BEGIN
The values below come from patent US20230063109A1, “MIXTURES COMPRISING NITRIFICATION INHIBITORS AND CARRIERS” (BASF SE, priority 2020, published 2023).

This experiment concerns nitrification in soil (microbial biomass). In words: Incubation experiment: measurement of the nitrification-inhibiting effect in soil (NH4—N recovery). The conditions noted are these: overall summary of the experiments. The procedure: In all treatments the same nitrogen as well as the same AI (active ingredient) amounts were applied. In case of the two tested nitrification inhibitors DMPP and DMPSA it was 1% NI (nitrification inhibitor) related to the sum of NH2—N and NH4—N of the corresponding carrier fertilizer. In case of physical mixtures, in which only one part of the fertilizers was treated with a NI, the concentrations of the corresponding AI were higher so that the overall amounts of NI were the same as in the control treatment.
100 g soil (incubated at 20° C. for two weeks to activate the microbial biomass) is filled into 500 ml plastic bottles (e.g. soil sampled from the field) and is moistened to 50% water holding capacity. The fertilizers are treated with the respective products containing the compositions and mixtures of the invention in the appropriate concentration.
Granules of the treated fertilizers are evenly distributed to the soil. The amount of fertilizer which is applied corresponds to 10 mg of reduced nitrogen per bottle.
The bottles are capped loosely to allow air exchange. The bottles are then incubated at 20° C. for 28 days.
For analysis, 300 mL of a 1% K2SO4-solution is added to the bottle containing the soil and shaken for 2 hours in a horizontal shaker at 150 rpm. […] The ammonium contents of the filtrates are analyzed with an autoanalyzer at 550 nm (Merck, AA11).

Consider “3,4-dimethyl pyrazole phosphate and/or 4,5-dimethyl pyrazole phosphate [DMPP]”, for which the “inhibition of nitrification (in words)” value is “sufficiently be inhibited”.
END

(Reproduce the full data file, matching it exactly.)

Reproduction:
The values below come from patent US20230063109A1, “MIXTURES COMPRISING NITRIFICATION INHIBITORS AND CARRIERS” (BASF SE, priority 2020, published 2023).

This experiment concerns nitrification in soil (microbial biomass). In words: Incubation experiment: measurement of the nitrification-inhibiting effect in soil (NH4—N recovery). The conditions noted are these: overall summary of the experiments. The procedure: In all treatments the same nitrogen as well as the same AI (active ingredient) amounts were applied. In case of the two tested nitrification inhibitors DMPP and DMPSA it was 1% NI (nitrification inhibitor) related to the sum of NH2—N and NH4—N of the corresponding carrier fertilizer. In case of physical mixtures, in which only one part of the fertilizers was treated with a NI, the concentrations of the corresponding AI were higher so that the overall amounts of NI were the same as in the control treatment.
100 g soil (incubated at 20° C. for two weeks to activate the microbial biomass) is filled into 500 ml plastic bottles (e.g. soil sampled from the field) and is moistened to 50% water holding capacity. The fertilizers are treated with the respective products containing the compositions and mixtures of the invention in the appropriate concentration.
Granules of the treated fertilizers are evenly distributed to the soil. The amount of fertilizer which is applied corresponds to 10 mg of reduced nitrogen per bottle.
The bottles are capped loosely to allow air exchange. The bottles are then incubated at 20° C. for 28 days.
For analysis, 300 mL of a 1% K2SO4-solution is added to the bottle containing the soil and shaken for 2 hours in a horizontal shaker at 150 rpm. […] The ammonium contents of the filtrates are analyzed with an autoanalyzer at 550 nm (Merck, AA11).

Consider “3,4-dimethyl pyrazole phosphate and/or 4,5-dimethyl pyrazole phosphate [DMPP]”, for which the “inhibition of nitrification (in words)” value is “sufficiently be inhibited”.